I know, I know: this blog is supposed to be about life in Merida, but I don't have enough political savvy or material to dedicate an entire blog to politics, so you will have to bear with me as I unburden myself - politically - here. And before you get your knickers in a twist, you should remember that this is my personal opinion and you have every right to go read something else, like the Fox News website if you are so inclined.
My Better Half and I watched the elections in the U.S. of A. last night and as the western states were announced as 'blue' we were overwhelmed with emotion. Seeing the Obama family on stage, the emotional crowds in Chicago and Times Square and even in Kenya brought a tear to this cynic's eyes.
People I talked to here in Merida prior to the election said that Obama would never win, because the Americans would never elect a 'black' man as their president, which highlights not only how little they think of the U.S. but also how superficial their analysis was as well.
Personally, I have never considered Obama as the 'black' candidate, although to look at him, you could be convinced that it might be true; there is a hint of something African about him. To me, Obama was more about the man; an extremely smart, young, family man with an intelligent wife who projected to me a more international outlook on the world and seemed to have the desire and the ability to negotiate not only with political opponents but also with world leaders with whom he may or may not agree. A radical departure from the 'shoot first', 'first strike', 'fuck the rest of the planet' mentality of the last eight years.
McCain, upon conceding the election, made probably the best speech I have heard him make in this campaign. Passionate, articulate and not at all derogatory, the latter which I almost suspected after the B.S. that was thrown around in obvious desperation during the final months in the race for the presidency. I almost felt sorry for him, hopelessly trying to contend not only with the Bush doctrine legacy which effectively condemned anyone running under the Republican banner and campaigning with the albatross from Alaska that probably cost him a lot of electoral votes.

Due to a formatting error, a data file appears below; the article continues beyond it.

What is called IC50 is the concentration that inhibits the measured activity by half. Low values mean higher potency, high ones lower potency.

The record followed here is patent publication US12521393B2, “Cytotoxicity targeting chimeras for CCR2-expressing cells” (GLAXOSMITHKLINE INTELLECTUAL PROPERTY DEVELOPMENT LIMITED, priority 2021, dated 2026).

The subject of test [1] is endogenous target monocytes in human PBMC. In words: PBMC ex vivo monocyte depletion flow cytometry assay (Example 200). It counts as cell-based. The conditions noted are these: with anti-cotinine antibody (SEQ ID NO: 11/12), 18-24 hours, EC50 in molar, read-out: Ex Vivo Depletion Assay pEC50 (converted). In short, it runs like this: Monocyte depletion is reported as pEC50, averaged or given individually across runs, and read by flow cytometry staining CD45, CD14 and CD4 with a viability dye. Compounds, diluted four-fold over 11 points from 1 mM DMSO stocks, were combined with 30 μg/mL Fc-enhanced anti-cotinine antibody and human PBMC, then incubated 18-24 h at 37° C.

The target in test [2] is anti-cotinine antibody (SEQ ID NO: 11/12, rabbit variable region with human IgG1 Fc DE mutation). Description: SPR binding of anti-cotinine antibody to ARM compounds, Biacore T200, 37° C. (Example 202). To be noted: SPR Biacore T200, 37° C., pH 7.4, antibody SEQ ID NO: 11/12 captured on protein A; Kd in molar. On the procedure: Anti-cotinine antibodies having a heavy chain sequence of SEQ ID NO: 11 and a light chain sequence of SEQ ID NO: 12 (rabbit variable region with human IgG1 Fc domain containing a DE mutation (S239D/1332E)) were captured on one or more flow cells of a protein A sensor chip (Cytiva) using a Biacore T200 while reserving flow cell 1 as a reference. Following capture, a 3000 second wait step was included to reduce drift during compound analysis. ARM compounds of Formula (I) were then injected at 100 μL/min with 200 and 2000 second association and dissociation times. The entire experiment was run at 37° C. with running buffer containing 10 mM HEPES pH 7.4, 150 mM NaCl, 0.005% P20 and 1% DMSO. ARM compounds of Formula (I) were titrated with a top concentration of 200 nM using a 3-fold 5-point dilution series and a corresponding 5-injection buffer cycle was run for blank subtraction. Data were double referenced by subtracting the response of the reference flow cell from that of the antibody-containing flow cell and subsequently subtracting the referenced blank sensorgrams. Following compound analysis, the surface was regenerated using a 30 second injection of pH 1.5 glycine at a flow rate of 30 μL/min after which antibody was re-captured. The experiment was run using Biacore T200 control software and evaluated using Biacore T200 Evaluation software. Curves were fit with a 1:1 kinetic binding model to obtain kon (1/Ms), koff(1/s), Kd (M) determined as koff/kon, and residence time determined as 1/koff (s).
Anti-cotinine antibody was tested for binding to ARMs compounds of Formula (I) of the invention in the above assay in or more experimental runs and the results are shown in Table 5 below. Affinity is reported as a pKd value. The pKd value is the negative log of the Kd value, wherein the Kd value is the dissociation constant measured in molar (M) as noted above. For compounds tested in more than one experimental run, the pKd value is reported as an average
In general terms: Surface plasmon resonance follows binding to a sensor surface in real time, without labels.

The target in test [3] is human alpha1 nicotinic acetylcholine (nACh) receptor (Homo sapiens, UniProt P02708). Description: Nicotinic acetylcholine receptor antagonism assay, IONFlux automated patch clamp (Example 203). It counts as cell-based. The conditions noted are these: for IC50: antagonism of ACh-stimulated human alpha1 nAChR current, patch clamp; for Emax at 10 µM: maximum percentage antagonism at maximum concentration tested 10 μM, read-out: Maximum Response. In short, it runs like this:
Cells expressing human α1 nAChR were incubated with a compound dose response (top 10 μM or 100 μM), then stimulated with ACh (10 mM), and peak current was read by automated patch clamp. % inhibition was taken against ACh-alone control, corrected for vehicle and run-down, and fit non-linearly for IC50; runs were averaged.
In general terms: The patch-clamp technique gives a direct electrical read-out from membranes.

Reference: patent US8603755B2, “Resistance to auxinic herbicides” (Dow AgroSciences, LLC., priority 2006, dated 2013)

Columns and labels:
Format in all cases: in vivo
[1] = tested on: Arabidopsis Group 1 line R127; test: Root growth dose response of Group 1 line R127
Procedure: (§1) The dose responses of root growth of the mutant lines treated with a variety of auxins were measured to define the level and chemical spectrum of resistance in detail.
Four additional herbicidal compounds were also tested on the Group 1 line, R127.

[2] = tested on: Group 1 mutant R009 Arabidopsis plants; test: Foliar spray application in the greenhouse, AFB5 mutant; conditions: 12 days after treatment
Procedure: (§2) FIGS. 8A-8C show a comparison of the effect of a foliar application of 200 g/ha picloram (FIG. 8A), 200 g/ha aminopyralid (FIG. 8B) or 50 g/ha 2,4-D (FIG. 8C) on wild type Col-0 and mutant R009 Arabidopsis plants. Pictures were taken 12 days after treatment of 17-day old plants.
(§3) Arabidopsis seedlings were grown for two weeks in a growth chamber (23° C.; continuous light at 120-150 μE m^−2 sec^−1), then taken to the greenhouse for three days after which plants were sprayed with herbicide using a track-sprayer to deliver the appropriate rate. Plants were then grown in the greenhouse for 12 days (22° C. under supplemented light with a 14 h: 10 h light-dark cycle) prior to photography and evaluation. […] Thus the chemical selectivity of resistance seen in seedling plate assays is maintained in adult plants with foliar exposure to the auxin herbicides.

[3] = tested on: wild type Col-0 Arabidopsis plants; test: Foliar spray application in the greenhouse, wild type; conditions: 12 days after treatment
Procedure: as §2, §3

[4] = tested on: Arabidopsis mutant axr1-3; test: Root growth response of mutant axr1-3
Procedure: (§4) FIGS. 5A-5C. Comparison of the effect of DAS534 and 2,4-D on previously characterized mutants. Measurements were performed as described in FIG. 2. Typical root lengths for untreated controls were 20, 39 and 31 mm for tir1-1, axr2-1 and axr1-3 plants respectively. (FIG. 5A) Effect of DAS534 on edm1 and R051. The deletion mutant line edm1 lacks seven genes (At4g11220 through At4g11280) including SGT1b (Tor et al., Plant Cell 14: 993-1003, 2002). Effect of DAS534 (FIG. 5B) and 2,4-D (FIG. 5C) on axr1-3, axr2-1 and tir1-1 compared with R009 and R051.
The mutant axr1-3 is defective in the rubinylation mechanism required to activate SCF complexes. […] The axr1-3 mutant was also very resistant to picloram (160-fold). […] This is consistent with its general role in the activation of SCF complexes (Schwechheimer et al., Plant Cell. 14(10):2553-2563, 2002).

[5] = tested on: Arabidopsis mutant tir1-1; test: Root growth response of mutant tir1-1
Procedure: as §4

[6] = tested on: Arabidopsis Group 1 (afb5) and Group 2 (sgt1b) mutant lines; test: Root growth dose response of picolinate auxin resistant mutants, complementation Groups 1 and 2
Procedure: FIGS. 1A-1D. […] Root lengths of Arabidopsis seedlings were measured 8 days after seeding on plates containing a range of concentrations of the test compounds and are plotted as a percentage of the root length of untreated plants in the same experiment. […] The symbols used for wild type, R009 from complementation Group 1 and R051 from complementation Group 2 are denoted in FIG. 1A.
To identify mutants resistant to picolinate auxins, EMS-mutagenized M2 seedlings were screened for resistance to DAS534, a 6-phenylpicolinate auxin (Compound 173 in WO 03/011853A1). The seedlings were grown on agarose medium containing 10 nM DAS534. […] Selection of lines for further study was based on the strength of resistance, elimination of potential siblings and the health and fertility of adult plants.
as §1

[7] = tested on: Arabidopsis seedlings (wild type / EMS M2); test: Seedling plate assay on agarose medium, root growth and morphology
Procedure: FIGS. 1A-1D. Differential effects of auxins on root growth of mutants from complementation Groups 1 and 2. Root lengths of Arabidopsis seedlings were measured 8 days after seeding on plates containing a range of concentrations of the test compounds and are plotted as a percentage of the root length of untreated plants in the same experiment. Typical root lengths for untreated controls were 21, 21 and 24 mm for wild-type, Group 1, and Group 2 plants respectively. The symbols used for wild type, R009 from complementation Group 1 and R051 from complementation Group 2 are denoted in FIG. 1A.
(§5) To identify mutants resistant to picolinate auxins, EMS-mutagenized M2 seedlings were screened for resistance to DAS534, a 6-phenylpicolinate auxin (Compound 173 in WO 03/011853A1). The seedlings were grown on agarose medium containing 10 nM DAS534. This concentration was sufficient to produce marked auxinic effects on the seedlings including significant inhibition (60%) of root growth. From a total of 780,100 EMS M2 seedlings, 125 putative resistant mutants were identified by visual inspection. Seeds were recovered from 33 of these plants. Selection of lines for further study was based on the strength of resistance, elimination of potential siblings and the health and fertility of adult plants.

A few of my friends in the U.S. are alarmed by the election of Obama to be their president. They seem to think that some calamitous fate awaits them, as if it was the 1970's, the country was Chile, they were Allende supporters and Pinochet had just been elected. For the life of me I can't understand their fears. Is it their great egoistic fear that taxes will increase?
What could Obama possibly do that has these people so afraid? What could possibly be worse than assuring that your children will be in debt for decades to come? Worse than having your country despised and ridiculed around the world? Worse than sending your (poor neighbors) kids off to die in Iraq and Afghanistan all the while complacently destroying the planet? Or is it something deeper, dare I mention, racist?
Many Americans live in a make-believe world, where it is their god-given right to have everything they want whenever they want it, cost be damned. Massive environmental damage in "third world" countries? Who cares if it means cheap gas. Dictators torturing their citizens for demanding democracy? Hey as long as we get cheap toys at Walmart, who cares.
Time to wake up U.S.A. - and rejoin the global community! This is an important first step.